With an intelligent logistics management platform, companies can reduce last-mile delivery costs by 14% and increase deliveries per driver by more than 13%. Additionally, these disruptive technologies enable companies and logistics service providers to further optimize costs and increase delivery productivity by intelligently planning routes to ensure multiple pick-ups and deliveries.
Businesses can significantly reduce their investment in tedious and repetitive manual efforts by leveraging automation. It can allow them to automate basic delivery operations such as job assignment, scheduling, roster management, driver payments, compliance, 3PL screening and more. Beyond cost, automation enables logistics-focused companies to deliver efficiency at scale.
Logistics management tools based on artificial intelligence and automation can reduce the number of man-hours spent on shipping processing processes by 56%. It reduces the time invested in manual ERP data entry processes by 65% and guarantees a 77% reduction in the steps required to perform shipping operations.
Customer experience is another critical area influenced by automation. By automating delivery operations, brands can automatically send real-time notifications and alerts to customers about delivery progress and delays, if any. This fulfills a customer’s need for instant gratification and provides transparency in delivery. Advanced delivery management tools can improve customer experience by over 28%. Additionally, delivery flexibility is key to increasing customer satisfaction. Brands will leverage technology to allow customers to change delivery location or time to suit their needs on the fly.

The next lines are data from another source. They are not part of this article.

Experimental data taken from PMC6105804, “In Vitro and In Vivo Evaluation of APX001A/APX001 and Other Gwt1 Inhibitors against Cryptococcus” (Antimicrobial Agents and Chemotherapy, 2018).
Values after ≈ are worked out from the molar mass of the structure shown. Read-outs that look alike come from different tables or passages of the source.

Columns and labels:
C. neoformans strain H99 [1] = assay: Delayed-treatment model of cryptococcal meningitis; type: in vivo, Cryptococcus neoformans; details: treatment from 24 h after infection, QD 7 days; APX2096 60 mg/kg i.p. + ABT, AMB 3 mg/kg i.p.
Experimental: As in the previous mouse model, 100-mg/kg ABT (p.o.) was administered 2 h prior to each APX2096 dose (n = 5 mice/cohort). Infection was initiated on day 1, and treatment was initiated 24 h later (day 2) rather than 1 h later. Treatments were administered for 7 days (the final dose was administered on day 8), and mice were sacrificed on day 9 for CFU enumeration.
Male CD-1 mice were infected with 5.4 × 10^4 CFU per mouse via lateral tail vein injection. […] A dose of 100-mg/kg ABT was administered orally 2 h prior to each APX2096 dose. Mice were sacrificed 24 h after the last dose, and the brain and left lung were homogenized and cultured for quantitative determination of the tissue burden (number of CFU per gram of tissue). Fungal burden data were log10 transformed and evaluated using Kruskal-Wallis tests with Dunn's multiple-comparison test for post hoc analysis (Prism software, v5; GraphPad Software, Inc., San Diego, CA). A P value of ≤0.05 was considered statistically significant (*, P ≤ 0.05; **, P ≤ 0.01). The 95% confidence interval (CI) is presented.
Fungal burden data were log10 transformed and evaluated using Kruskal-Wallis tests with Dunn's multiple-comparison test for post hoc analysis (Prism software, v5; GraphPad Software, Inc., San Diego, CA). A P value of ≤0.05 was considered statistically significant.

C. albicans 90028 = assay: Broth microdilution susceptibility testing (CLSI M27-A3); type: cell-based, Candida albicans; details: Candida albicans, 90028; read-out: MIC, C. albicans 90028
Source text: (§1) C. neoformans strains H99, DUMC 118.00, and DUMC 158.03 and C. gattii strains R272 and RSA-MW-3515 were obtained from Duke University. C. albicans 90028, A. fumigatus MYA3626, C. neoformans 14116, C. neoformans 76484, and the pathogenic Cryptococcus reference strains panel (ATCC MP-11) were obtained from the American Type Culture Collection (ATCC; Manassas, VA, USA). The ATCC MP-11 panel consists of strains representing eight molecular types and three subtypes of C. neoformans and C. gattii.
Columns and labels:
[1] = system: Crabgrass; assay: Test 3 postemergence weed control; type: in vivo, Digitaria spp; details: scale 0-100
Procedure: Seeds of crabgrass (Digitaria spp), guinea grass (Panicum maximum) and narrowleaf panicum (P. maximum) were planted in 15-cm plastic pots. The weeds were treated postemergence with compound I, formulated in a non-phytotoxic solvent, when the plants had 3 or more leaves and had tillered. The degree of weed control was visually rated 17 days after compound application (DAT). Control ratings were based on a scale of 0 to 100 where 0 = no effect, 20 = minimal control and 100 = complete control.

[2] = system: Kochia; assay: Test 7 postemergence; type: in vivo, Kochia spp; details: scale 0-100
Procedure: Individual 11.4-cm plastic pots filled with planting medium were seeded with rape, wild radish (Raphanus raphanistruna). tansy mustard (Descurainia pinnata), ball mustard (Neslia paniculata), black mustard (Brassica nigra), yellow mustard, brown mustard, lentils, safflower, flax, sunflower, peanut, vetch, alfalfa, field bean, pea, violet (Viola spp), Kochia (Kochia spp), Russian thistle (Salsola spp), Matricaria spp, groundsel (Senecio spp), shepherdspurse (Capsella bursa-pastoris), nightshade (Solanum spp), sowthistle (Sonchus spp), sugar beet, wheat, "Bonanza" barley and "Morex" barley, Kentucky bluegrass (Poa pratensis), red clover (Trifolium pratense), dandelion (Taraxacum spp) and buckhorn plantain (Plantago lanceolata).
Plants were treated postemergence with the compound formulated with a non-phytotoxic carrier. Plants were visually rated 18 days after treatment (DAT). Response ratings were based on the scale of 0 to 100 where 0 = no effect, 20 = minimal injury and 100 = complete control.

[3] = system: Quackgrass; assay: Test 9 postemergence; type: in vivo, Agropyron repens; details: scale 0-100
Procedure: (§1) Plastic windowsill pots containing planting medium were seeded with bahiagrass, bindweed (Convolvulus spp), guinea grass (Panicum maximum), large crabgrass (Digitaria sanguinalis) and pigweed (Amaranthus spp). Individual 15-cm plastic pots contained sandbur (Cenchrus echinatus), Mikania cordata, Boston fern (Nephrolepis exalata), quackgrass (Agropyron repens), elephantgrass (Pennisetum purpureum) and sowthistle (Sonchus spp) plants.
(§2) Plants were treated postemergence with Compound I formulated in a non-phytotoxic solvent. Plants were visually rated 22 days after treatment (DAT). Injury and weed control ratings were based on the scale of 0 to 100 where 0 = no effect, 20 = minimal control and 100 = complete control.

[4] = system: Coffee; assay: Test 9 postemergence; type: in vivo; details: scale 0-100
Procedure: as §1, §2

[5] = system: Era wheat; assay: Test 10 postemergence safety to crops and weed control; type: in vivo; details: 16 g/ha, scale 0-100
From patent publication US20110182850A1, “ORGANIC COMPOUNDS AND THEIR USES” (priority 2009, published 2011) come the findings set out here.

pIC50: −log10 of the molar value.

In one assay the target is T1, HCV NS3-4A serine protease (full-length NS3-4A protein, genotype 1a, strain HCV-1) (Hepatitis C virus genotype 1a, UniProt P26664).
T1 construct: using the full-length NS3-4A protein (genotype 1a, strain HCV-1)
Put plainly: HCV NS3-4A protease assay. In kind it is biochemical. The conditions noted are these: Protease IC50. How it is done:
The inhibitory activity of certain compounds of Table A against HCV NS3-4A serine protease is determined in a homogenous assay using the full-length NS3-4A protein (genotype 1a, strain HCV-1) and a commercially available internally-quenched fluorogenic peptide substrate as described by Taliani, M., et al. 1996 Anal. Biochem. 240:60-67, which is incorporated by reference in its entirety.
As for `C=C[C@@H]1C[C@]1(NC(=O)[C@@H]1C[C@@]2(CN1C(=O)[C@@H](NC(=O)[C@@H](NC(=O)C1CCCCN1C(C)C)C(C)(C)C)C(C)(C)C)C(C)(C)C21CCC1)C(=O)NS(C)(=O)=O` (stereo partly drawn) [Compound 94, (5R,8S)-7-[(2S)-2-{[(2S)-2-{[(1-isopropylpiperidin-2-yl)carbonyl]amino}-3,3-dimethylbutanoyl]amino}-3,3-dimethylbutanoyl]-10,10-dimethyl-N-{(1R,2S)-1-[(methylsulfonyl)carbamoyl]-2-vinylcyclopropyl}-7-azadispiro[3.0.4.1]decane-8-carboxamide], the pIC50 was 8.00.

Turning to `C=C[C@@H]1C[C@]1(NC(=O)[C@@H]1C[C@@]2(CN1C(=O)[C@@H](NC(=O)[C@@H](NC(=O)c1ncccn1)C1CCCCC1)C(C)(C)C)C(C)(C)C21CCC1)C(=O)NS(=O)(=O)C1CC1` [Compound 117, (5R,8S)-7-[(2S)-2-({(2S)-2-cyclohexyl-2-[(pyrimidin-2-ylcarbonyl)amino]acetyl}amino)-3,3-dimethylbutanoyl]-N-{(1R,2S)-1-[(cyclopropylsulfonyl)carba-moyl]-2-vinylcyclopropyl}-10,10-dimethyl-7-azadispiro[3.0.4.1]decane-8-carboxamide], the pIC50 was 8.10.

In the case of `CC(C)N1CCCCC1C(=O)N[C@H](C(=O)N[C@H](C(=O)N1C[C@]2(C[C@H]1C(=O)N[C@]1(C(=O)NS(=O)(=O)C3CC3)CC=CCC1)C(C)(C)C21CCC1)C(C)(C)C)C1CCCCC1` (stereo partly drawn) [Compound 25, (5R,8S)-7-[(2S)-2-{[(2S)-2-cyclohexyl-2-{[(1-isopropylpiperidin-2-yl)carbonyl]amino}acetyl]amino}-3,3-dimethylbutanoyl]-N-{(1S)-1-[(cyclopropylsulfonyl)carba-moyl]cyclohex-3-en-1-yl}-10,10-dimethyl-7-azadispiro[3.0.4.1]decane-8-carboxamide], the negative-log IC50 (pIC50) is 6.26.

Returns are increasingly becoming a competitive selling point for companies. According to Doodle, 68% of consumers expect free returns. Much like ensuring cost-effective last-mile operations, companies will need to adopt advanced logistics management tools to reduce investments in returns management.
Tell us about green logistics and deliveries.
Faster order fulfillment is bound to impact trip volumes. As we move forward, brands need to take advantage of tools that minimize the carbon footprint, especially now that environmentalism is rapidly becoming mainstream and carbon emissions regulations are becoming stricter. According to a study conducted by IBM, 57% of customers are willing to change their buying habits to reduce their carbon footprint. According to a PwC report, up to 65% of consumers in the Middle East have become more eco-friendly during the pandemic.
So it won’t be surprising to see customers buying sustainability-focused brands. To reduce carbon footprint and build sustainable supply chain operations, companies need to adopt smart logistics management tools. Such tools can help companies achieve their sustainability goals by reducing miles driven, increasing first-attempt deliveries, eliminating empty miles, decreasing trip volumes, improving resource utilization and limiting paper consumption.